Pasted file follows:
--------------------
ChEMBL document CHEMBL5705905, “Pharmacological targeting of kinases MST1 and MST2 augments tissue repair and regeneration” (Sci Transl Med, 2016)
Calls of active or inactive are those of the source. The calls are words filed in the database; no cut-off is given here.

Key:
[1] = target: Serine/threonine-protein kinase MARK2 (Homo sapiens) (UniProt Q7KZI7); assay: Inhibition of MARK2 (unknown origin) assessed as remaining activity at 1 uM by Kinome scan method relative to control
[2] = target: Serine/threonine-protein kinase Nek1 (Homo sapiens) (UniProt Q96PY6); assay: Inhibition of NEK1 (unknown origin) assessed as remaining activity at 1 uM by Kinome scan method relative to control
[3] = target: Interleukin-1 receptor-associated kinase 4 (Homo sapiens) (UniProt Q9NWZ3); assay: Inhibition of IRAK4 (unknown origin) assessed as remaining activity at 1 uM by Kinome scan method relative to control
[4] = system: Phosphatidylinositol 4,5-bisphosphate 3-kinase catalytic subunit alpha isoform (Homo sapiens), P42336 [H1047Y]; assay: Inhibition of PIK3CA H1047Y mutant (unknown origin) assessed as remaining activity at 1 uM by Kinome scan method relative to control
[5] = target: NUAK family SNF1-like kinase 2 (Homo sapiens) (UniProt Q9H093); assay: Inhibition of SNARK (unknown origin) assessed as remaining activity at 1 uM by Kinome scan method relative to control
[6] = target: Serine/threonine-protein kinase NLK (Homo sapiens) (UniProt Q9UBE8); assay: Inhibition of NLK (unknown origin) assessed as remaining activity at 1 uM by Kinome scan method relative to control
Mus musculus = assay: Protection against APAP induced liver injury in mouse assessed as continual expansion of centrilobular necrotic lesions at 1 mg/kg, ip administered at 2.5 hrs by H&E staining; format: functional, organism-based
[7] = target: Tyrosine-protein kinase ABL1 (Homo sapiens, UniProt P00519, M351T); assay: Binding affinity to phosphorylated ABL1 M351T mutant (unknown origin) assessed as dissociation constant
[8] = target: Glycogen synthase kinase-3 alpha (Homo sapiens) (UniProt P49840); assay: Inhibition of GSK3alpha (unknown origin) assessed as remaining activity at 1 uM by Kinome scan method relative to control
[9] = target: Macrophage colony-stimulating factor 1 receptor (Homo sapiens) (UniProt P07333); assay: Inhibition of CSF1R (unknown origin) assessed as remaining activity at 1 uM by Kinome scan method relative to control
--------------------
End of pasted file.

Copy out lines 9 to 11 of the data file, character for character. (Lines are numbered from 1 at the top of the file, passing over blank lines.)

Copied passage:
[6] = target: Serine/threonine-protein kinase NLK (Homo sapiens) (UniProt Q9UBE8); assay: Inhibition of NLK (unknown origin) assessed as remaining activity at 1 uM by Kinome scan method relative to control
Mus musculus = assay: Protection against APAP induced liver injury in mouse assessed as continual expansion of centrilobular necrotic lesions at 1 mg/kg, ip administered at 2.5 hrs by H&E staining; format: functional, organism-based
[7] = target: Tyrosine-protein kinase ABL1 (Homo sapiens, UniProt P00519, M351T); assay: Binding affinity to phosphorylated ABL1 M351T mutant (unknown origin) assessed as dissociation constant